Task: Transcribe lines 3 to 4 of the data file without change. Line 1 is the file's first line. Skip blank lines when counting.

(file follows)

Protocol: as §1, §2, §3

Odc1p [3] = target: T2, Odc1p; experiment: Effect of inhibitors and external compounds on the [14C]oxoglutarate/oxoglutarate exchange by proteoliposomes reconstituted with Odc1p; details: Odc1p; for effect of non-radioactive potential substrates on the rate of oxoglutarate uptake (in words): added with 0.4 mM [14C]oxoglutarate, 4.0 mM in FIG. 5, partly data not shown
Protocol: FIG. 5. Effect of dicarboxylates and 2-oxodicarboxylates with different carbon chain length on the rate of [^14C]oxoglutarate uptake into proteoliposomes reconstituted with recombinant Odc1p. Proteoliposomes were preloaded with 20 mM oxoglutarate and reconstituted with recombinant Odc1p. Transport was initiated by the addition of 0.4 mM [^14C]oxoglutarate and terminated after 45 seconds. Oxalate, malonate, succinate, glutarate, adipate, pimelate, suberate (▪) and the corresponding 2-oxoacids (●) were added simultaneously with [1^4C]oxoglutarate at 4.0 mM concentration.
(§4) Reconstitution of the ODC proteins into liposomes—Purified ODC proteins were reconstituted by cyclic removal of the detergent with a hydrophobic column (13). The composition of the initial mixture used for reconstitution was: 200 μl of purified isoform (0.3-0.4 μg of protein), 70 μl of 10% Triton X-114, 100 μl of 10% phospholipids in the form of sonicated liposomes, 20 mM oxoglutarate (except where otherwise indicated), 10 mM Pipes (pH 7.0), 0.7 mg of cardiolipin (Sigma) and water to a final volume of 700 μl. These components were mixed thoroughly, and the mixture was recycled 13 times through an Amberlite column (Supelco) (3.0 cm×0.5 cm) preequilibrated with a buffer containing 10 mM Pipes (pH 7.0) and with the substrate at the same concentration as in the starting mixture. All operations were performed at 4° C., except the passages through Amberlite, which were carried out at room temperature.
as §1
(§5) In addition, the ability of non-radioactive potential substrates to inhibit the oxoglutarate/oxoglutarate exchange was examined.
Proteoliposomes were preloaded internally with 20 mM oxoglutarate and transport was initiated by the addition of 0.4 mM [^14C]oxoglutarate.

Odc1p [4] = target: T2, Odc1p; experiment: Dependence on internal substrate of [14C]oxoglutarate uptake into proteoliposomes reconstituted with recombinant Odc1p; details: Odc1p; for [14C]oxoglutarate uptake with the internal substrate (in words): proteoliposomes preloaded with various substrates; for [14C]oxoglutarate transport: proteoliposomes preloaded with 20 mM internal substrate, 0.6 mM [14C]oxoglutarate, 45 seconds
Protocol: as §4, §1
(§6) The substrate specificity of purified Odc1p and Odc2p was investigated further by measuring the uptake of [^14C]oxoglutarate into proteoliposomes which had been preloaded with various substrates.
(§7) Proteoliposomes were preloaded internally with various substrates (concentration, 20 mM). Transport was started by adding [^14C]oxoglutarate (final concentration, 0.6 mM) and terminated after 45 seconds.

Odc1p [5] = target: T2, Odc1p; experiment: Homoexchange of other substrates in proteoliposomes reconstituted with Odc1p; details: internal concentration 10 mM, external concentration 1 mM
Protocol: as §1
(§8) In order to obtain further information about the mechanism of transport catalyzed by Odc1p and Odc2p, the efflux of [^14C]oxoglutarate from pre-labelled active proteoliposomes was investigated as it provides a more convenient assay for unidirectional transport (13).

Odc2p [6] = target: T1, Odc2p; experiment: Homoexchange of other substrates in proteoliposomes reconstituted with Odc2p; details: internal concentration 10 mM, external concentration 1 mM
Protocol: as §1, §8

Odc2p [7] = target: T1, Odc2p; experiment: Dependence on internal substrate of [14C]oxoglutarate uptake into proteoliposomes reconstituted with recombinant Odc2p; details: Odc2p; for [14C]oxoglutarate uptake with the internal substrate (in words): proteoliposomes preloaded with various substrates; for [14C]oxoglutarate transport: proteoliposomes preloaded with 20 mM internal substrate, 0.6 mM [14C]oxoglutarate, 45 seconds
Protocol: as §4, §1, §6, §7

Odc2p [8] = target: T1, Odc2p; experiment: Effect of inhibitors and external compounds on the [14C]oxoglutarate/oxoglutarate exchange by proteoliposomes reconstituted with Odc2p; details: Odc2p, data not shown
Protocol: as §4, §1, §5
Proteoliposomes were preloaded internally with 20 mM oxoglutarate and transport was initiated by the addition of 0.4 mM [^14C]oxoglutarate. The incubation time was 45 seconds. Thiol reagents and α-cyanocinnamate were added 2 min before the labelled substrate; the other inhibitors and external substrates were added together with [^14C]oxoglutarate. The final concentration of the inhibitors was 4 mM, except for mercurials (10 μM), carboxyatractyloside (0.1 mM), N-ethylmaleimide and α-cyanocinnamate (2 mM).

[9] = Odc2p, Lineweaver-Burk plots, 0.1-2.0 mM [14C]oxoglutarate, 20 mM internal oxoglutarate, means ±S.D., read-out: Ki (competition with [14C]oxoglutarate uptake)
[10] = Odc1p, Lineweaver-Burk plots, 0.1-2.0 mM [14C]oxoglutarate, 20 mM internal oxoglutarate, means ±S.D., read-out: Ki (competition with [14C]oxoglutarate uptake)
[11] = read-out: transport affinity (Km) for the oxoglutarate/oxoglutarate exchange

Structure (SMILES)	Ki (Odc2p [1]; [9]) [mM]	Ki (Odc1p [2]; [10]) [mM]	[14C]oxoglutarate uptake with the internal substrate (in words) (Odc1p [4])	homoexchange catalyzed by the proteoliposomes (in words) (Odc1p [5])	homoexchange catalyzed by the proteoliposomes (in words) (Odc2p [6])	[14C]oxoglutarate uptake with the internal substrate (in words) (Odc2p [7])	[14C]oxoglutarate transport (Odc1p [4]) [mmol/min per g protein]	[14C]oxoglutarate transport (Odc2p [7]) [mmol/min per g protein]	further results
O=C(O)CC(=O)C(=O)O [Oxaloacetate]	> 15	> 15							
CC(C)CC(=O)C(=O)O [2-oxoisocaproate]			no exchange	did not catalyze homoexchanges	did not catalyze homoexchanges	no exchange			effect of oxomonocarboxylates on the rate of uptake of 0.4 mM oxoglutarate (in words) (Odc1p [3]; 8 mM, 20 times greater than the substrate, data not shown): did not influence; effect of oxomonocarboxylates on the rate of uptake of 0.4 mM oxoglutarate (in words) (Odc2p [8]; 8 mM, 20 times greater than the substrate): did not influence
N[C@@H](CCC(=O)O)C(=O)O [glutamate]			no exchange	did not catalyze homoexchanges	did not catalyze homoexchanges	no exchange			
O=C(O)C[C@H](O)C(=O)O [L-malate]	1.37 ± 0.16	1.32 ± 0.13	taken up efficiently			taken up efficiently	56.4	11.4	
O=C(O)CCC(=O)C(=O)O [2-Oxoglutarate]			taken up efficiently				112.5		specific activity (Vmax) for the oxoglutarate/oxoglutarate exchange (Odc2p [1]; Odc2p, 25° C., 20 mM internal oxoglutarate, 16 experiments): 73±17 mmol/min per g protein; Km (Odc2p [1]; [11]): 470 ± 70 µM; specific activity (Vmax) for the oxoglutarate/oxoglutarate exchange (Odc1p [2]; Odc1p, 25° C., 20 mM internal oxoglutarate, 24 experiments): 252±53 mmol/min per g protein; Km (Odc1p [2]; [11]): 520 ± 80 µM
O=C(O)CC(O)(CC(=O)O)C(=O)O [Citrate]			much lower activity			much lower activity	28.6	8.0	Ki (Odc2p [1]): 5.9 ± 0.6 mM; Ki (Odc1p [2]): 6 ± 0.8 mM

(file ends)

Protocol: FIG. 5. Effect of dicarboxylates and 2-oxodicarboxylates with different carbon chain length on the rate of [^14C]oxoglutarate uptake into proteoliposomes reconstituted with recombinant Odc1p. Proteoliposomes were preloaded with 20 mM oxoglutarate and reconstituted with recombinant Odc1p. Transport was initiated by the addition of 0.4 mM [^14C]oxoglutarate and terminated after 45 seconds. Oxalate, malonate, succinate, glutarate, adipate, pimelate, suberate (▪) and the corresponding 2-oxoacids (●) were added simultaneously with [1^4C]oxoglutarate at 4.0 mM concentration.
(§4) Reconstitution of the ODC proteins into liposomes—Purified ODC proteins were reconstituted by cyclic removal of the detergent with a hydrophobic column (13). The composition of the initial mixture used for reconstitution was: 200 μl of purified isoform (0.3-0.4 μg of protein), 70 μl of 10% Triton X-114, 100 μl of 10% phospholipids in the form of sonicated liposomes, 20 mM oxoglutarate (except where otherwise indicated), 10 mM Pipes (pH 7.0), 0.7 mg of cardiolipin (Sigma) and water to a final volume of 700 μl. These components were mixed thoroughly, and the mixture was recycled 13 times through an Amberlite column (Supelco) (3.0 cm×0.5 cm) preequilibrated with a buffer containing 10 mM Pipes (pH 7.0) and with the substrate at the same concentration as in the starting mixture. All operations were performed at 4° C., except the passages through Amberlite, which were carried out at room temperature.